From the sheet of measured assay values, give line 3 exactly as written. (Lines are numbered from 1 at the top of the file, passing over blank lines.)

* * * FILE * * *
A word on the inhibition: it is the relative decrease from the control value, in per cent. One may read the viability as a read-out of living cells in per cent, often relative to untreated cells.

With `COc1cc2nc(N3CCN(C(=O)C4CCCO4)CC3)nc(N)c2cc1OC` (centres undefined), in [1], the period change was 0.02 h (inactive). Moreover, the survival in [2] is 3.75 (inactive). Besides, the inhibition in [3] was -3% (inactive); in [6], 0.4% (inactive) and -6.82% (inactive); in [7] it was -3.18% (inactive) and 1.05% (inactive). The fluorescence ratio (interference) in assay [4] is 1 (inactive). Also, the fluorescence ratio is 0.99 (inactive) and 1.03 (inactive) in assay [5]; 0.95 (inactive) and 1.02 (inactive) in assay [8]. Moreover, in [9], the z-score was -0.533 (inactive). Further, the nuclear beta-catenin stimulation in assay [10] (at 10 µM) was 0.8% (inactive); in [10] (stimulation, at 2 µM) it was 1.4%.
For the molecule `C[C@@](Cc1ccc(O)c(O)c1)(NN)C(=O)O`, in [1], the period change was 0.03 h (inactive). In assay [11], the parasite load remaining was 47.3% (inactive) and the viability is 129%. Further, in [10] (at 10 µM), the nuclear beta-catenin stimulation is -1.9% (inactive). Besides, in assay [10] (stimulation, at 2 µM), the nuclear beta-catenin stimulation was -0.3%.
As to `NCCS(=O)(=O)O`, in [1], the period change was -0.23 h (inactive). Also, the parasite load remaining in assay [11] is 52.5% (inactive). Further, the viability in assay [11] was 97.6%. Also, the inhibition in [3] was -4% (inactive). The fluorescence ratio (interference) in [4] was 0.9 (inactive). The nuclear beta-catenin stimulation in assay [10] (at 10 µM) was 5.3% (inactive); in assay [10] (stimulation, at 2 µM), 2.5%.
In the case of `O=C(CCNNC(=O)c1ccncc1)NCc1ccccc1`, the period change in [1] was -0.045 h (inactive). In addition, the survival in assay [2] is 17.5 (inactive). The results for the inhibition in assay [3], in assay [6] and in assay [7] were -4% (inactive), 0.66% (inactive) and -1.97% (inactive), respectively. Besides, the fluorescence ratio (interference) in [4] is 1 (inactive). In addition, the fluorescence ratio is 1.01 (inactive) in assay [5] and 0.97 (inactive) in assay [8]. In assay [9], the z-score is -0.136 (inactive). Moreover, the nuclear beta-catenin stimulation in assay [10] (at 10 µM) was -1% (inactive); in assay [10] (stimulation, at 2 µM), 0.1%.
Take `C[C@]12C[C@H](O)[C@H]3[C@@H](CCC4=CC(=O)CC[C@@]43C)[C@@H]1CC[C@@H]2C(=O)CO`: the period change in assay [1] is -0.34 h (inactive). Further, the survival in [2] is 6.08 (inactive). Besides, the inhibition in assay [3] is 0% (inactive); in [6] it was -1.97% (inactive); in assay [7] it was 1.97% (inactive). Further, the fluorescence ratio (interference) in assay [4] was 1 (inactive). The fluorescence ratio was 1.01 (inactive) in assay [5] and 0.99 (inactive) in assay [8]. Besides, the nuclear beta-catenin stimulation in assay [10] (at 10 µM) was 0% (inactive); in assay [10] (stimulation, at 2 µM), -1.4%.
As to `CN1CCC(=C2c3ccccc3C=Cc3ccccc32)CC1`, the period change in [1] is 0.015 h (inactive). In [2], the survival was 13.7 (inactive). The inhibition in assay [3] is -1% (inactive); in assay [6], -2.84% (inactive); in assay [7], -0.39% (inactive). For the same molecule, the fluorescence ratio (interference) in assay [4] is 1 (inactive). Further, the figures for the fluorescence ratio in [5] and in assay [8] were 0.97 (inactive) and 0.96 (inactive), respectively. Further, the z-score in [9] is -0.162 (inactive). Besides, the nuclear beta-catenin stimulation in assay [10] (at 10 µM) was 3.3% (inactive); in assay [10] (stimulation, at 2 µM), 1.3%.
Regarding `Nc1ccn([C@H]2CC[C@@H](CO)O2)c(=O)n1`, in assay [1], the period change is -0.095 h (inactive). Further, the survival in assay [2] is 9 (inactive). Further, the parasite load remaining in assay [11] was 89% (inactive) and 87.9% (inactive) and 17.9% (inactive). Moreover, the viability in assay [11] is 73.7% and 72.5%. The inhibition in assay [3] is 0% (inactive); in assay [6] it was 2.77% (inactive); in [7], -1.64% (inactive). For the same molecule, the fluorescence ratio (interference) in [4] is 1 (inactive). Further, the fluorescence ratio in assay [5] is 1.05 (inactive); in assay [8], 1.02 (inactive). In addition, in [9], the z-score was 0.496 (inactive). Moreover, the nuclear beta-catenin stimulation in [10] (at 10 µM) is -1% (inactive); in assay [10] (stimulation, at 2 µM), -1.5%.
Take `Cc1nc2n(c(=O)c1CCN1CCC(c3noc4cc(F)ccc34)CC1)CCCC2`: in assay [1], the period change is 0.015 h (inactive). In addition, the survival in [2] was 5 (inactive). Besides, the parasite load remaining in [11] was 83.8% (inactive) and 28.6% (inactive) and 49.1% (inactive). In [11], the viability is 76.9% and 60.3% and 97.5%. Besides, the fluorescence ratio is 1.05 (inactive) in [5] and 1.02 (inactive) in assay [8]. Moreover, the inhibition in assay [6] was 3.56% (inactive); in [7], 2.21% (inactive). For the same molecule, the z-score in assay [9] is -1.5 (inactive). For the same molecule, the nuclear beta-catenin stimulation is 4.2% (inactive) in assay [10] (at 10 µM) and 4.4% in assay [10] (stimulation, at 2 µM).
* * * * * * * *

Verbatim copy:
For the molecule `C[C@@](Cc1ccc(O)c(O)c1)(NN)C(=O)O`, in [1], the period change was 0.03 h (inactive). In assay [11], the parasite load remaining was 47.3% (inactive) and the viability is 129%. Further, in [10] (at 10 µM), the nuclear beta-catenin stimulation is -1.9% (inactive). Besides, in assay [10] (stimulation, at 2 µM), the nuclear beta-catenin stimulation was -0.3%.